For the uninitiated, a visit to a temple in Southeast and East Asia could be a daunting undertaking. The unfamiliar breeds trepidation and you find yourself unsure of what to do. What are the rules for these mysterious places?

Well, you will find that there are surprisingly few.

Each region has their own set of customs, but they are easy to remember and even easier to adhere to. You should always bear in mind that the temple staff want you to be there. If they can, they will help you in any way, from explaining the etiquette, to assisting you make an offering of your own.


Probably the easiest thing to make a mistake with is your feet. The first thing to think about when entering a temple is your shoes. In Thailand, Cambodia and Laos, you will need to remove your shoes and leave them outside each hall of the temple, reclaiming them when you exit. This is a cultural norm for entering a house as well.

In Myanmar, you often need to take off your shoes before you go into the compound, at the main gate. You normally leave your footwear on a rack, or next to the door, but it is sometimes acceptable to carry them in a plastic bag as you go around. This is a great idea, especially for a big place like the Shwedagon Paya, where you may leave from a different exit.

In Vietnam, Hong Kong and China, you will not need to remove your shoes at any point in either Buddhist or Taoist temples.

The other main point to note is that you should never point at anything with your feet – use your hands. The feet are furthest from your head and touch the ground, so it shows little respect to use them in this manner. Also, if you are in Thailand and you are sitting in a hall, try not to sit with your feet facing the Buddha. This can be quite a mission, but do your best and it will be appreciated.

Take along a bag to carry your shoes in, so you can exit the other side of the complex without having to go back to retrieve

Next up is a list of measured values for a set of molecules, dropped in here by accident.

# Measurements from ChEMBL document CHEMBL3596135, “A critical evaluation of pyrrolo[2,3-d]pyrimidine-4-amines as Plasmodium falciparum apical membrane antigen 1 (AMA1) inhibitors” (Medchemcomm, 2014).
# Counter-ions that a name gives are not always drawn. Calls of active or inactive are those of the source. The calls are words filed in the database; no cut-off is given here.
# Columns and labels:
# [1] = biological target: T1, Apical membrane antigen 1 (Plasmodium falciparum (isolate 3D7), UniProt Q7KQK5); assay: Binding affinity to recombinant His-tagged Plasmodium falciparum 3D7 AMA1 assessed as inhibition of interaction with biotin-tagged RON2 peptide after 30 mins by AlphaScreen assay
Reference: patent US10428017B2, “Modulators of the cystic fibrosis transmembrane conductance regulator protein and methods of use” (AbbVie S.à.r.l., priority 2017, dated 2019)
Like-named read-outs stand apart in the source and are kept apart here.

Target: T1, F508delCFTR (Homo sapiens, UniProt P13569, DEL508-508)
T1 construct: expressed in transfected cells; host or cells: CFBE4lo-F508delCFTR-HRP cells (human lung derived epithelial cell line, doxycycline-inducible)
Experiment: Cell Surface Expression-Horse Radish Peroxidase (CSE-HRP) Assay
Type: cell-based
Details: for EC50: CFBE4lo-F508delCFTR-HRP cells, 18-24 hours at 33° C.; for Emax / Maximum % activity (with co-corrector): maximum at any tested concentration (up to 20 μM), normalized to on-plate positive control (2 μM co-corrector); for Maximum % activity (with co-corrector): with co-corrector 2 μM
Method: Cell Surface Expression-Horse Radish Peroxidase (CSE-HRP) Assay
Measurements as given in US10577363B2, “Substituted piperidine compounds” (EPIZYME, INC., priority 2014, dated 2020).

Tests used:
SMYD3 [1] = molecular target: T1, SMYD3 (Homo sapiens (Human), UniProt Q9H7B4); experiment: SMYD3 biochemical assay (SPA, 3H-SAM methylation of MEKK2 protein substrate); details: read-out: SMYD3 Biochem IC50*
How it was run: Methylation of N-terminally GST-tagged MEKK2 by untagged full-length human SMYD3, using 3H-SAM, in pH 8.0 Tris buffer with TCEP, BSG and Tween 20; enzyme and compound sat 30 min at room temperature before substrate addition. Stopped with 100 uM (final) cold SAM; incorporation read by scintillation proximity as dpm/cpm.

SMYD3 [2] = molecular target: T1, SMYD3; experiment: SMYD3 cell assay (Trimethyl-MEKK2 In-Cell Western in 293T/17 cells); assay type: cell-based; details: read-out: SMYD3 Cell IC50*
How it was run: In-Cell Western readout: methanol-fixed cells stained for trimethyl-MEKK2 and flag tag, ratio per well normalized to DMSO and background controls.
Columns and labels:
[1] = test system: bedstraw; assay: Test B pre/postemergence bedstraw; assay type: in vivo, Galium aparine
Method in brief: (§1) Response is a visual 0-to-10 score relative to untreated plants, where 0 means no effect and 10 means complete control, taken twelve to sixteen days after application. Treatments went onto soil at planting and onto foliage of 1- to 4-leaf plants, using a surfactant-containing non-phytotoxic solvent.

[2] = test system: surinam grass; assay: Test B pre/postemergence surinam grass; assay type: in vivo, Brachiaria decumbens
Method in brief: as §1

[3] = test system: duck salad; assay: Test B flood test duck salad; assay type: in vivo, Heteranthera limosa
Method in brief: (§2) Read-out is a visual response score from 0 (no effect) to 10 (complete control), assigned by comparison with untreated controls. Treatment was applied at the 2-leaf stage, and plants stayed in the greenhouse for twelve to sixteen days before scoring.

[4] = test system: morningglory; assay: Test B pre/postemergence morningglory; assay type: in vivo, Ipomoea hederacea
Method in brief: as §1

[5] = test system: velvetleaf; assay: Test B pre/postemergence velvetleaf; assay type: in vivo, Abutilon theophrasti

Take along a bag to carry your shoes in, so you can exit the other side of the complex without having to go back to retrieve


Hands are quite easy. The main points to note concern gestures. A good rule to follow through pretty much all of Asia, is not to use your finger to point at people or religious imagery. Use an upturned open palm gesture instead.

If you wish to ‘wai’ to the Buddha in Thailand or any of the other Buddhist countries, simply place the palms together on your brow and bow. There is a system for doing this, but as a foreigner, any bowing will be enough. If you don’t want to do it, then don’t! You are not obligated to bow to anything or anyone.


Dress appropriately. In many countries, particularly in Southeast Asia, you should not wear revealing clothes in temples. Ladies in particular need to bear this in mind. You should not wear low cut tops and your shoulders need to be covered. This is also true of knees.

Some temples will have shawls and sarongs for the unprepared, but if you want to guarantee entry, cover your knees and shoulders. Long shorts are fine and t-shirts also. If you are on holiday somewhere hot and you don’t want to wear many clothes, then you may want to bring a light shirt to cover your tank top.

Tourists at Wat Phra Kaew
Check with your guide or local contacts about the dress standards so you come prepared with a spare layer or shawl even if your normal tourist wear leaves lots of bare skin


People often feel concerned about talking in temples. This is really not a problem, so long as you don’t shout. Most temples will not have any rules about being silent. If there is a silence policy, then it will be clearly signed. So feel free to talk quietly.

You can also ask questions. If there is a friendly looking monk or temple official, then you can approach them and find out more about the temple. There may be a minor language barrier, but in my experience, they are almost always delighted to try and help you. If you are really lucky, they might even help you light some incense and do a small ritual.

The only caveat is not to disturb them when they are busy; try not to interrupt any ceremonies or temple business.

Manka Lungshan Temple, Taipei. In Chinese temples, check what the rules are about photography: often not allowed inside.
Manka Lungshan Temple, Taipei. In Chinese temples, check what the rules are about photography: often not allowed inside.

Eyes, Ears, Nose